And may I just say that I find the whole Bad Boy business to be a disappointment?   While I gotta like the idea of a writer pranking Oprah, I’m old enough to remember when bad boy authors were authentic bad boys.  They didn’t just play pranks, they committed felonies. William Burroughs was a junkie for decades and shot his wife in the head.  Normal Mailer was arrested for political activity and stabbed his wife nearly to death.  Gore Vidal ran for office, wrote books that shot popular pieties down in flames, and wrote about gay sex when that sort of thing got you sent to prison.  Hemingway lived his life like a movie, self-medicated with narcotic cocktails, set out to sink U-Boats with his fishing boat and a tommy gun, and had his wife bugger him with a strap-on.

Compared to that, pranking Oprah is small potatoes.  And so is setting up a modern version of the Stratemeyer Syndicate.  (And incidentally, Stratemeyer paid pretty well, $750 for a book about the Hardy Boys or Nancy Drew.  That may not seem much now, but at the time $750 would buy you three brand-new Ford automobiles.  And four Tom Swift books would buy you a six-room house.)

So I’m still waiting for this game-changing, transgressive work that Mr. Frey has promised us.  I pretty sure that Full Fathom Five isn’t it.

iBlogbot December 4, 2010 at 3:45 pm

Maybe he wrote to you because he is a big fan? In which case perhaos you should ask for his membership card like the Smith’s guitarist did.

Ken Thomas December 4, 2010 at 4:28 pm

Yeah, I don’t think I’d be willing to commit violence on your behalf. Not without some form of compensation. My terms are very reasonable, however.
I’d have your back in a barfight, though.

Calm December 4, 2010 at 9:27 pm

Poor James Frey. He seems so conflicted. He wants to be a “bad boy” and has proven he’s a liar, but when the world agrees with him, he’s not happy. It appears to me that the media has been less harsh than the general public in their comments and tweets. Frey believes Europe is empathetic to him. I have followed this ongoing discussion closely, and monitored the articles, comments and tweets. I’m sure Frey has done the same. Sorry to say it aloud James, but Europe isn’t any happier with you than your American audience. It’s also my understanding that U.S. magazines have fact checkers and newspapers don’t. Therefore, the information in the article in New York Magazine was definitedly fact checked for accuracy.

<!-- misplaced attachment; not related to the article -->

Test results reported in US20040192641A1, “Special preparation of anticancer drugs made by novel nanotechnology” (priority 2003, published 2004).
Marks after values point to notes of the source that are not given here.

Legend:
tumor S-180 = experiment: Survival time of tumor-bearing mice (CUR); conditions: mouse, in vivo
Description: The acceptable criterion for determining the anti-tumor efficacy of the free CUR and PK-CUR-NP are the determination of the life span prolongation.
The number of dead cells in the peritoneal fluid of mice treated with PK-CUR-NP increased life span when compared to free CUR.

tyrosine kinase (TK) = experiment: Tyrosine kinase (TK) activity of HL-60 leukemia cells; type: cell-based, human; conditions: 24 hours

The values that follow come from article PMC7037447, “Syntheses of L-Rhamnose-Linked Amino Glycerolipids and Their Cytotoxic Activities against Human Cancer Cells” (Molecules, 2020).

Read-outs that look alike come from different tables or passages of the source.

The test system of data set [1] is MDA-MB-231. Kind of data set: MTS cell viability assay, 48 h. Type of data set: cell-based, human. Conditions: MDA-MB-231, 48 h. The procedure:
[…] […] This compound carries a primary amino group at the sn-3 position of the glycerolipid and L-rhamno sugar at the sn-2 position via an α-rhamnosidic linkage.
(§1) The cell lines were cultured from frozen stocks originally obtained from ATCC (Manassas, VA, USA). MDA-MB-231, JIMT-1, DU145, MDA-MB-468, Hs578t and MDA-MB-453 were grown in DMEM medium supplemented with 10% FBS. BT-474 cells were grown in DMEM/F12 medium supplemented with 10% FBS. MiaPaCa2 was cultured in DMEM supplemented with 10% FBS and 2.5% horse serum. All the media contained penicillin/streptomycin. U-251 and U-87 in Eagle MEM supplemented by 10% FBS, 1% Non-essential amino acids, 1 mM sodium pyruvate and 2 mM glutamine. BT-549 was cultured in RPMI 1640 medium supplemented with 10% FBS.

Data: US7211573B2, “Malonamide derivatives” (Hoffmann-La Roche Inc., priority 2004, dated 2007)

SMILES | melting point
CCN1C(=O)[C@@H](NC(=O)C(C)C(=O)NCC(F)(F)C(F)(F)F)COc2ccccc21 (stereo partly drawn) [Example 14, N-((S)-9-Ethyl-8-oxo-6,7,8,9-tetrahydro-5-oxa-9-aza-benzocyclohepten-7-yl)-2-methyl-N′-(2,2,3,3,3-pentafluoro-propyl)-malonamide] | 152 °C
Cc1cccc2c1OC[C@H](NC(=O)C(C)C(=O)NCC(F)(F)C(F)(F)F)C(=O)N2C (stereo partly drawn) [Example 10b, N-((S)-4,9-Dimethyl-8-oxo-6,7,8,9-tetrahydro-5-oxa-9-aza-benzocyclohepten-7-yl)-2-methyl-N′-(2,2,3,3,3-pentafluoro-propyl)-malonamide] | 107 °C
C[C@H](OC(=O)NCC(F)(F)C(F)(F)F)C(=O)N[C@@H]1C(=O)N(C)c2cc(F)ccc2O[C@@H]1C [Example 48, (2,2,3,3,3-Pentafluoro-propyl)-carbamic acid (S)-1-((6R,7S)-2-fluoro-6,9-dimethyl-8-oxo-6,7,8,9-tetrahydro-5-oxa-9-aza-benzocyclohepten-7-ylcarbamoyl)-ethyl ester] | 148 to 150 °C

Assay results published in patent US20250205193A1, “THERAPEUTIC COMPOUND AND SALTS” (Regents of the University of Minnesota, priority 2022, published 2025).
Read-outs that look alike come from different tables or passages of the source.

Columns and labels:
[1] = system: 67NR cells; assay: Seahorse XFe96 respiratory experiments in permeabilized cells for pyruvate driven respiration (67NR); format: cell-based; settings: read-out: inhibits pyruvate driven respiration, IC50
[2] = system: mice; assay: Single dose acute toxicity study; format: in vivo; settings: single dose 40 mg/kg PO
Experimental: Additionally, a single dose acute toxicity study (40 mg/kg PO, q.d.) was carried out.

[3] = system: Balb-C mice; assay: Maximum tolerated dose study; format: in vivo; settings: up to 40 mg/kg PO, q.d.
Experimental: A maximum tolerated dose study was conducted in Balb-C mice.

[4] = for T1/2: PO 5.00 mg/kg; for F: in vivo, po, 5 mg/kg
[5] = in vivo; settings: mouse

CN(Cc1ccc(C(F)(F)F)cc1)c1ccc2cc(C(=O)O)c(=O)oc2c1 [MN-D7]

Chris Moriarty December 5, 2010 at 2:51 pm

Thanks! I did not know that about Ernest Hemingway. You learn something new every day in the blogosphere.

As for James Frey … I’m still waiting for his explanation of why he should get wildly overpaid for doing what amounts to the job of a good literary agent. Or am I missing something here? Is there some golden “James Frey” contribution that makes him more valuable than any of the top twenty literary agents in the business?

So far I’m not seeing it. In fact, I’m not quite seeing how he’s any different from the legions of idiots who are always telling me “I have a great idea for a book” and then proposing that I write it and we split the profits.

Seems to me I’ve heard all this before … and the only thing that sets Frey apart from the usual run of losers is that he got famous by scamming Oprah. I guess the moral of the story is that we truly do live in a reality TV celebrity society. It doesn’t matter what you’re famous for, as long as you’re famous ….

Tori December 6, 2010 at 6:56 am

Interesting. Yes, I would be much more willing to believe him if his ghost writers came out and said how happy they all are and waved about some merry bundles of cash.

Also: My instinct is to be weary when people like him, with pseudo-celebrity status, choose to defend themselves to individuals they do not know personally. I hope he’s a fan of yours, Walter, because otherwise he has a suspicious amount of concern over what other authors think of him.

Or perhaps you have more influence than you let on?

Note to self: Don’t be a jerk in front of Walter.

Ralf the Dog December 6, 2010 at 7:08 am

I would be more than willing to commit verbal violence for you. Just name your target and I will call them a sniveling little cat sniffer that is afraid of their own tail.

Rowan December 7, 2010 at 5:29 am

I too learned something new about Hemingway.

Also, really interesting that Frey chose to respond specifically to you, and to the knee-capping thing. I don’t have any intelligent insights, but… you know, interesting. Shame he doesn’t want to be quoted. I mean, isn’t it odd that he’s basically accusing you of setting people against him, and then asks that you don’t share the things he has to say in his defense?

Weird, man.

ada December 7, 2010 at 4:55 pm

I applaud your efforts in campaigning against exploitation of writers.

Although, I do think your reference to “Normal Mailer” is a contradiction in terms.